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Annexstad Foundation Program Administrator Visits Scholars
Elin Wahman (front row, right), program administrator for the Annexstad Family Foundation, visited with UM Annexstad Scholars this fall to meet the freshmen scholars and hear from the upperclassmen about their progress, achievements and challenges. Pictured are (front row, left to right) Annexstad Scholar Cisco Santos of Southaven, Mississippi; Katie Morrison, UM development officer; Gloma Milner of Boaz, Alabama; and Wahman; (second row, left to right) John Samonds, associate dean of the Sally McDonnell Barksdale Honors College; Laurel Lee of Madison, Mississippi; and Tan Le of Gulfport, Mississippi; (back row, left to right) Rotavious Taper of Clarksdale, Mississippi, and David Pfaehler of Independence, Kentucky.

Al and Cathy Annexstad, founders of the Annexstad Family Foundation, have long held an impassioned belief that exceptionally bright young people who have little or no means to go to college, and who have endured extraordinary hardship in their young lives, have great potential to one day become leaders in their chosen fields.

Students of high moral character, grit and intelligence are chosen to receive renewable scholarships with an objective of earning an undergraduate degree in four years. Leaders for Tomorrow scholars earn their undergraduate degrees as free from debt as possible.

Losing parents to untimely deaths in their youth, both Annexstads experienced the power of mentoring as their communities and families rallied around them in their formative years. The Annexstads’ deep, personal appreciation of how caring adults and an opportunity for higher education can influence a young person who has been impacted by hardship has led to over 750 scholarships being awarded across the nation since 2000.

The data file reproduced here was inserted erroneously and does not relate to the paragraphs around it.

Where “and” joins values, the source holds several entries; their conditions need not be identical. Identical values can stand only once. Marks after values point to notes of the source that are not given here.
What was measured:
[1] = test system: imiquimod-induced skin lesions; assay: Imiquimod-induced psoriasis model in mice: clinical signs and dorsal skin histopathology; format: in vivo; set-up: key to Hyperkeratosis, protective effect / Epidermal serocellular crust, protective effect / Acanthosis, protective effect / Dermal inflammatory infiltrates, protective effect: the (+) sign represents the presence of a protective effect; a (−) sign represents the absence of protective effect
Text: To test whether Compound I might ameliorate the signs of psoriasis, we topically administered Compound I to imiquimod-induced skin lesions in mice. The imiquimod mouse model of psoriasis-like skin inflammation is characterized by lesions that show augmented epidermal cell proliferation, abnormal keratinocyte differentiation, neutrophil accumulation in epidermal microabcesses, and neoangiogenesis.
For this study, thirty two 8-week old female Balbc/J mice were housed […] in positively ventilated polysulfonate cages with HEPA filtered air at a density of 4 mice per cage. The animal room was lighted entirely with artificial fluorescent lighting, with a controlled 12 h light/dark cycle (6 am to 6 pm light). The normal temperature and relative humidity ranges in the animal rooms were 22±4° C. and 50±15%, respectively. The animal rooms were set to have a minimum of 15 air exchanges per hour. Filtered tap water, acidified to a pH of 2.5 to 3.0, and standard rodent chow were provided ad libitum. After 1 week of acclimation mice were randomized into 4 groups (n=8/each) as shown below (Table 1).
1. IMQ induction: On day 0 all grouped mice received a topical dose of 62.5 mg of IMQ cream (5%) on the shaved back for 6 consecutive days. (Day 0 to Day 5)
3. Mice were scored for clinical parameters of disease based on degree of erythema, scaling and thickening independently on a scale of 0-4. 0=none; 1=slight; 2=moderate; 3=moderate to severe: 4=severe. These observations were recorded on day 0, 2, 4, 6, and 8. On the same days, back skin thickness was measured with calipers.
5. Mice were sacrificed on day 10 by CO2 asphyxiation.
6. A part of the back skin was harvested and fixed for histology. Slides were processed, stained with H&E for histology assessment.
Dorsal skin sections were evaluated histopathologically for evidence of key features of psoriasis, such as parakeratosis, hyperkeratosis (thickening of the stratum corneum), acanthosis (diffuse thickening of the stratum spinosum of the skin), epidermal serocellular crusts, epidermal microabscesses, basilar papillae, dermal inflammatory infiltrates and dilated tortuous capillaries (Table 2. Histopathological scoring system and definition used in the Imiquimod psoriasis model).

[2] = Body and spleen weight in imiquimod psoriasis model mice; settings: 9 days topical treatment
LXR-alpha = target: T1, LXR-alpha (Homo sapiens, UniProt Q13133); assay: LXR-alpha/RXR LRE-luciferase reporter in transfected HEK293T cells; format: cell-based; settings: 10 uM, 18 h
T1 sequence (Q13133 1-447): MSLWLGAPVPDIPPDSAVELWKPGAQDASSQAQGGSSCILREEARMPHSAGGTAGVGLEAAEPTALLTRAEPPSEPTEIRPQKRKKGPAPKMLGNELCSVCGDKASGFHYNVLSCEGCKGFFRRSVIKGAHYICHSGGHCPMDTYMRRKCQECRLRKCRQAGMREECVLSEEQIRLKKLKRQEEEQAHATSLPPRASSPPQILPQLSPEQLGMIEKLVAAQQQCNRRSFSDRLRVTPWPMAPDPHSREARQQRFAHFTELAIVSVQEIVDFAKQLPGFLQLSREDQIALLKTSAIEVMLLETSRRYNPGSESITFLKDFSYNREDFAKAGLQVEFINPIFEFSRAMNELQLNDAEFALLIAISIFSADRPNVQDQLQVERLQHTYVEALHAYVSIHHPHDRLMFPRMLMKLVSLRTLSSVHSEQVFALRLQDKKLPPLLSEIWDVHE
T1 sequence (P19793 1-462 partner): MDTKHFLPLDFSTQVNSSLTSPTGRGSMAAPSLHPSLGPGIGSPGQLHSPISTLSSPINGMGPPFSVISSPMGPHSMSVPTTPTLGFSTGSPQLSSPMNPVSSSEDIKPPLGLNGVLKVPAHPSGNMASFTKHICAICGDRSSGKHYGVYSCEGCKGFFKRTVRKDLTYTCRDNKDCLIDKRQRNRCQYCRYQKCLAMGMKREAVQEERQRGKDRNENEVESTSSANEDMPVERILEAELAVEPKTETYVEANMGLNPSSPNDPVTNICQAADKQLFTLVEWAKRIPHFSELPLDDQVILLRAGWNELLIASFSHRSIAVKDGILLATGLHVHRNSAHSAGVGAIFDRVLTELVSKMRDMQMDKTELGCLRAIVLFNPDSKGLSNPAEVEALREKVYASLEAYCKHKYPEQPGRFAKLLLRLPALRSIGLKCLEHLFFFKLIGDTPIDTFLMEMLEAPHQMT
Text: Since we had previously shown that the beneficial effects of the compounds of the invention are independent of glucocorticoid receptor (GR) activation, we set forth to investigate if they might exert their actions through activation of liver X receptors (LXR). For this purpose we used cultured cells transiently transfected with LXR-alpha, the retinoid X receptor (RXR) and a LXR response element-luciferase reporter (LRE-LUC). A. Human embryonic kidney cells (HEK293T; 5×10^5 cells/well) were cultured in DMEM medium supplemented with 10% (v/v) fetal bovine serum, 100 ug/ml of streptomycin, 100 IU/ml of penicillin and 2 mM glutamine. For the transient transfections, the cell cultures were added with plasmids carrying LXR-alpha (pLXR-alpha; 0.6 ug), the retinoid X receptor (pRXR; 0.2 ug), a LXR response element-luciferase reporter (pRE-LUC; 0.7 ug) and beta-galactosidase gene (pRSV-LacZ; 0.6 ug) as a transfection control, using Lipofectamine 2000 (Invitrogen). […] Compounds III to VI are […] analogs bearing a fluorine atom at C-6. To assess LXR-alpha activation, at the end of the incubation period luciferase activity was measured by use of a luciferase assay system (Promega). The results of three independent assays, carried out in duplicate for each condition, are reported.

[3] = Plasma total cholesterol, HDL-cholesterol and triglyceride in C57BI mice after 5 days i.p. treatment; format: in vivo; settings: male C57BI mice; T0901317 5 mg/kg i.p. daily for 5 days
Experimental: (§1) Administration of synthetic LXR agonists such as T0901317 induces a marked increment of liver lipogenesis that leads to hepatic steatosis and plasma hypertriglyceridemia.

“The University of Mississippi’s rich academic excellence and history of producing leaders in many fields is not only important for the state of Mississippi, but will ultimately produce future leaders for America,” Annexstad said. “Higher education is truly a great equalizer in life. It allows us as a nation to tap into a vast resource of desperately needed human capital. Equipping these talented scholars with world-class educations represents a significant investment in our nation’s future as they go on to make meaningful contributions to society.”

To date, the Annexstad Family Foundation has awarded 669 scholarships to students at 65 colleges and universities across the country, enabling 245 scholars to graduate. Additionally, 92 percent of Annexstad scholars graduate in four years.

University of Mississippi Foundation President Wendell Weakley said the Annexstads decided to award scholarships to UM students after accompanying their granddaughter on a campus visit.

“About a week after their visit, we got a call from the Annexstad Foundation saying they were interested in establishing a scholarship here,” Weakley said. “Al is truly the ideal philanthropist. He loves to give back when he knows it will make a difference.”

“Unfortunately, in America today far too many kids will not reach their God-given potential as contributing members of our society,” adds Tom Annexstad, Vice President and Director of Development. “While this is costly to them personally, it is likewise detrimental to our nation. The Annexstad Family Foundation is deeply committed to the notion that out of the ranks of exceptionally bright young people who have overcome immense hardship in life can emerge future leaders of America. Those young leaders begin to fully develop when they are given the opportunity for higher education.”

Indeed, the Annexstad Family Foundation is well on its way toward achieving Al and Cathy Annexstad’s goal of sending 1,000 young people to college. Most notably, the Annexstad Family Foundation proudly points to a nearly 90 percent graduation rate among scholarship recipients, an extraordinary achievement considering that the majority of Annexstad Scholars are first-generation college students.

Today, Annexstad graduates are successfully pursuing careers in medicine, business, science, engineering, law and other critical fields.

To support scholarships at the University of Mississippi, click here.

By Bill Dabney


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